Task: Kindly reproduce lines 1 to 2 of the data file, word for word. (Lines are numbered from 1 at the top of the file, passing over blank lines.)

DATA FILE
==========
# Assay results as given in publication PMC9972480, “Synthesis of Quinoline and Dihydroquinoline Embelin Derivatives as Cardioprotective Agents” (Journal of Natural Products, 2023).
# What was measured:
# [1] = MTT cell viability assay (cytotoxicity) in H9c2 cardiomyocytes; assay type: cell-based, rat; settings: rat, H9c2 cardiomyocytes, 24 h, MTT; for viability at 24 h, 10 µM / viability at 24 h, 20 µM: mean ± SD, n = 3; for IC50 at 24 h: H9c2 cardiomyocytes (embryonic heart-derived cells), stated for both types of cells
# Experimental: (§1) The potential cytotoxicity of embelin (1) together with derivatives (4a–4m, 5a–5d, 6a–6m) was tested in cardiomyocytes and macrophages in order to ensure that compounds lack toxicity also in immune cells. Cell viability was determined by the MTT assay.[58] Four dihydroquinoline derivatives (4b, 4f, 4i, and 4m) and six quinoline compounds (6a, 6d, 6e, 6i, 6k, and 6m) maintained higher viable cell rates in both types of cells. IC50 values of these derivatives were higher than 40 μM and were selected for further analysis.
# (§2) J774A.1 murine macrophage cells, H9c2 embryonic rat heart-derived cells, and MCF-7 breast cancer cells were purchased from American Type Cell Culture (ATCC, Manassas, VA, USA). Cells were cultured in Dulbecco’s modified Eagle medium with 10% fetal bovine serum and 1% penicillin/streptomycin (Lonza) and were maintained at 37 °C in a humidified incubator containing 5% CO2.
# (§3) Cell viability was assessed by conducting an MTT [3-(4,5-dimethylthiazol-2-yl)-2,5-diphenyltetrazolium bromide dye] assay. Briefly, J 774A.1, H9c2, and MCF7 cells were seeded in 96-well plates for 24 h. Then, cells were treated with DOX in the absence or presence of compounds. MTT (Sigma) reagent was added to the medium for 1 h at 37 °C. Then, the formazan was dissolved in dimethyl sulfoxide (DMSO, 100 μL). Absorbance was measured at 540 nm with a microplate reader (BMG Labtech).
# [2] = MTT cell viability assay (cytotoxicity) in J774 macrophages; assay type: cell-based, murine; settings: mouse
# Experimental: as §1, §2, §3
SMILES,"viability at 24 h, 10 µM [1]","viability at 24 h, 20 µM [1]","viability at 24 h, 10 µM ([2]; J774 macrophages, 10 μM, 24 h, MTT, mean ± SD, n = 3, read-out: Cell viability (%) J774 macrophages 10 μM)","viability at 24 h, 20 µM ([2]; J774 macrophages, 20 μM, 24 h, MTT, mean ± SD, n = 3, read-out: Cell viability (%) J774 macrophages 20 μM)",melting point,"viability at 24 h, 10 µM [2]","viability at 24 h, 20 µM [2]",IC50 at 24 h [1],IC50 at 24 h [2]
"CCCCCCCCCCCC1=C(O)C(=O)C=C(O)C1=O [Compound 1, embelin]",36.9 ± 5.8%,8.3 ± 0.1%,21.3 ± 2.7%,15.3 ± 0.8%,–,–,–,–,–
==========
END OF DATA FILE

# Assay results as given in publication PMC9972480, “Synthesis of Quinoline and Dihydroquinoline Embelin Derivatives as Cardioprotective Agents” (Journal of Natural Products, 2023).
# What was measured: